'Udta Punjab' Cleared With 13 Cuts Under 'A' Category, Says Pahlaj Nihalani

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'Udta Punjab' Cleared With 13 Cuts Under 'A' Category, Says Pahlaj Nihalani

On Sunday, CBFC chief Pahlaj Nihalani said censor board has cleared 'Udta Punjab' with 13 cuts under the 'A' category.


Bhopal: 

Highlights

  1. Court verdict today on producers' petition against cuts in the film
  2. "Udta Punjab" is scheduled to release on June 17
  3. Earlier, the court had said that filmmakers should tone down expletives
The censor board has cleared the controversial drug-themed Bollywood film Udta Punjab with 13 cuts under the 'A' category, its chairman Pahlaj Nihalani said on Sunday.

"We have today cleared Udta Punjab under A (restricted for adult audience) category after 13 cuts," Mr Nihalani told reporters on the sidelines of a function in Bhopal.

Mr Nihalani, who is in the eye of a storm over suggesting a large number of cuts in the film, said nine members of the Central Board of Film Certification watched the film and "unanimously" cleared it after the proposed 13 cuts.

"The CBFC's job is now over. It is now up to the producer to go to the court or tribunal. We will implement the order," Mr Nihalani said.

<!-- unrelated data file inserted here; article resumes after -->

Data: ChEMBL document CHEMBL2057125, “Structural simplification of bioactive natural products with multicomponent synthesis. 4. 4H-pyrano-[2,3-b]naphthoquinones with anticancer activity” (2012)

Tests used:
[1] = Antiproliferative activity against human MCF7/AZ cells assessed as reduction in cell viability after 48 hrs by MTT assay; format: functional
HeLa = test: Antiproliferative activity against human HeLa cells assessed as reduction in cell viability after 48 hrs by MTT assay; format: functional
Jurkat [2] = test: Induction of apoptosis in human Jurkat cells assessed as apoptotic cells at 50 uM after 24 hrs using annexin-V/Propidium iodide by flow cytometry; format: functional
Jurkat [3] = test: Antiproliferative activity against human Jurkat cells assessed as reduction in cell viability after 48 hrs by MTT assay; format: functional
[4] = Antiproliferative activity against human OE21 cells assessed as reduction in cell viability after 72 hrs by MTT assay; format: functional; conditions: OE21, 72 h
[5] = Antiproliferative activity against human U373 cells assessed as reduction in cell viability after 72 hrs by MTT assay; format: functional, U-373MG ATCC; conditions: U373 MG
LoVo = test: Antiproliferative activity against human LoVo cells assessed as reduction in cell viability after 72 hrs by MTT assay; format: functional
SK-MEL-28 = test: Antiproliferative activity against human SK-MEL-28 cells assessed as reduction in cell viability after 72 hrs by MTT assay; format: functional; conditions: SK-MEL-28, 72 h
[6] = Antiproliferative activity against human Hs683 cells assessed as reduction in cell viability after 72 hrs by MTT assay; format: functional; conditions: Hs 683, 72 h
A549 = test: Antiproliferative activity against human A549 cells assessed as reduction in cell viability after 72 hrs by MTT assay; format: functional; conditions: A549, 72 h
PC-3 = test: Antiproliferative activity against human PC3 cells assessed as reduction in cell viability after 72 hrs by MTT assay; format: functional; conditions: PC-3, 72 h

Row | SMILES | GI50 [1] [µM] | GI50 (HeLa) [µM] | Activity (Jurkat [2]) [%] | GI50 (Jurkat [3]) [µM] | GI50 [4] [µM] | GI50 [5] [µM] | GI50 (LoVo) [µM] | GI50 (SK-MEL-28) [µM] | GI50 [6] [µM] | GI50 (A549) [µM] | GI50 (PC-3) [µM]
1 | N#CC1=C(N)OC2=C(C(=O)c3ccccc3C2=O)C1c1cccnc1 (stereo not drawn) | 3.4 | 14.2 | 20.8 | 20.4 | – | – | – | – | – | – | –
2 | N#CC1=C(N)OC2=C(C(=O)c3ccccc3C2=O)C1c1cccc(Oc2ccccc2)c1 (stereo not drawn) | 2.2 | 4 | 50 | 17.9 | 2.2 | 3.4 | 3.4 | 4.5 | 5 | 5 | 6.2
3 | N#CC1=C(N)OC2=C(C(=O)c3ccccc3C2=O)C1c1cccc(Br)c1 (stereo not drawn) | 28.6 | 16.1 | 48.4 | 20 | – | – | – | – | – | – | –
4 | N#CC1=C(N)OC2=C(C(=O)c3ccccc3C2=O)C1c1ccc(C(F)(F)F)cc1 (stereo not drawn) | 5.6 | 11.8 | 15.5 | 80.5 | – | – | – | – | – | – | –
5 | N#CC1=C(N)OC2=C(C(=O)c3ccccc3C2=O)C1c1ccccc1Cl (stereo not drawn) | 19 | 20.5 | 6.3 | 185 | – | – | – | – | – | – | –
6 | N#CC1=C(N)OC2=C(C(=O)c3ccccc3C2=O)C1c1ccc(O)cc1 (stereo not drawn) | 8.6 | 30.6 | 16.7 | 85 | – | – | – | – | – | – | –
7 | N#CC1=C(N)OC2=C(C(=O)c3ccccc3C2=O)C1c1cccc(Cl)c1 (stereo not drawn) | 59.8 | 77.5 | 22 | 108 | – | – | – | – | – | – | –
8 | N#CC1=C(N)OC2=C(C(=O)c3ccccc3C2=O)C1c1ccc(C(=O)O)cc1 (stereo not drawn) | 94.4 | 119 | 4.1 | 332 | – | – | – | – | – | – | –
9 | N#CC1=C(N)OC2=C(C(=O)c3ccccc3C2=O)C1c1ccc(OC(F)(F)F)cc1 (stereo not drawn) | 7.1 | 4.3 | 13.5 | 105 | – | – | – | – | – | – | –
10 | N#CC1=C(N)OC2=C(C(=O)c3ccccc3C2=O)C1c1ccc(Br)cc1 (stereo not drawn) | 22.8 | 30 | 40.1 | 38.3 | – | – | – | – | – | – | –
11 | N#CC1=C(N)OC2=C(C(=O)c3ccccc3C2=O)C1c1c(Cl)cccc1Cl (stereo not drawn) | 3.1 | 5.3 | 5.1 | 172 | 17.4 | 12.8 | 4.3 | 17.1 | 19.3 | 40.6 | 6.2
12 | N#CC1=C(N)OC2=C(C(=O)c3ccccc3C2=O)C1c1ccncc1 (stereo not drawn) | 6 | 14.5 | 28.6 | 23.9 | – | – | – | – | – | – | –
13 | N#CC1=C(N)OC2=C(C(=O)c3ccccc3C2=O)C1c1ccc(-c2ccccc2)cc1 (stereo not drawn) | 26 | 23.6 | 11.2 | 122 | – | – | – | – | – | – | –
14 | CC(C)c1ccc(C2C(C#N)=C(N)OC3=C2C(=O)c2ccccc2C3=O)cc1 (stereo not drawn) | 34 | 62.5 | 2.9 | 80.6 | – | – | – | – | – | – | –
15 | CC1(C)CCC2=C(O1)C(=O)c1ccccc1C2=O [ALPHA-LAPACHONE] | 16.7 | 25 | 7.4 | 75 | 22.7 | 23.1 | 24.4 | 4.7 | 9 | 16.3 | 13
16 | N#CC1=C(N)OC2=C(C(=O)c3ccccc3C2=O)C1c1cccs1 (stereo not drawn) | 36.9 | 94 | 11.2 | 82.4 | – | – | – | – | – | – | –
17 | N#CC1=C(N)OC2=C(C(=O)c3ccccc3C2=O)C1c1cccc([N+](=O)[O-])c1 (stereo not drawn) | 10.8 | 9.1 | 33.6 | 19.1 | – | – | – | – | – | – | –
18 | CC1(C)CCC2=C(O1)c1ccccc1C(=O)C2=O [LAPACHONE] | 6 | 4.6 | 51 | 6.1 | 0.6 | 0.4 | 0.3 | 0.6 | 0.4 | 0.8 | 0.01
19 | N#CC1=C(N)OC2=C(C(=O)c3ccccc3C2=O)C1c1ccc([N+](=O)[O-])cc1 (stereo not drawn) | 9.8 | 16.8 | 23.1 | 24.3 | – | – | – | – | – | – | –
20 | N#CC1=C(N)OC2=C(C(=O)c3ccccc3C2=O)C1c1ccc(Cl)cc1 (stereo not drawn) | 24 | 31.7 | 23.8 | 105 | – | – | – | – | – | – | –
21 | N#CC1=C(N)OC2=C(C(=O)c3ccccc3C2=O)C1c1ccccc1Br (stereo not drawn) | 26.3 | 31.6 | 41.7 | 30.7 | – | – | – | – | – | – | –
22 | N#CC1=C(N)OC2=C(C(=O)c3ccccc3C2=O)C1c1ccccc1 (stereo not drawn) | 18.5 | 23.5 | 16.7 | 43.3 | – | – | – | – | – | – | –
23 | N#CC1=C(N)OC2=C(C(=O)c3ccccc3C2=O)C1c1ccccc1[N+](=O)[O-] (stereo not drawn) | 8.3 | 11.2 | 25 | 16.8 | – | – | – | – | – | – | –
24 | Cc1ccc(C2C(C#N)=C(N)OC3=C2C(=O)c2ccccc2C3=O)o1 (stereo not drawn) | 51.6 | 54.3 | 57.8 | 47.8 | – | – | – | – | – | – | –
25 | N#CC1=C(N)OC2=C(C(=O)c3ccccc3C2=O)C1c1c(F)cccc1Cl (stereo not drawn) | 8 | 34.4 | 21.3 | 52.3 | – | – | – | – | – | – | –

The Abhishek Chaubey-directed film is tentatively scheduled for release on June 17.

The CBFC's revising committee had suggested a number of changes in the movie, which stars Shahid Kapoor, Alia Bhatt, Kareena Kapoor-Khan and Diljit Dosanjh, and deals with the problem of drug addiction among the youth in Punjab.

Responding to a question, Mr Nihalani, who has been criticised by the film fraternity for his "dictatorial attitude" said, "Those who call me cheap are themselves 'ghatia' (lowly)".

Mr Nihalani clarified that he never called himself a "chamcha" (sycophant) of Prime Minister Narendra Modi.

"There is nothing wrong in admiring the Prime Minister. I never said (I am) a chamcha," he said.

The makers of the movie, Phantom Films had approached the Bombay High Court against an order of the revising committee of CBFC that suggested certain changes in the film.

A string of changes proposed included removing a signboard mentioning Punjab and other suggestions.

The High Court had, on Friday, said that the makers of Udta Punjab should tone down expletives and vulgar scenes as these alone cannot make a film work.

A division bench had concluded hearing arguments on the petition and is expected to pass order in the case today.


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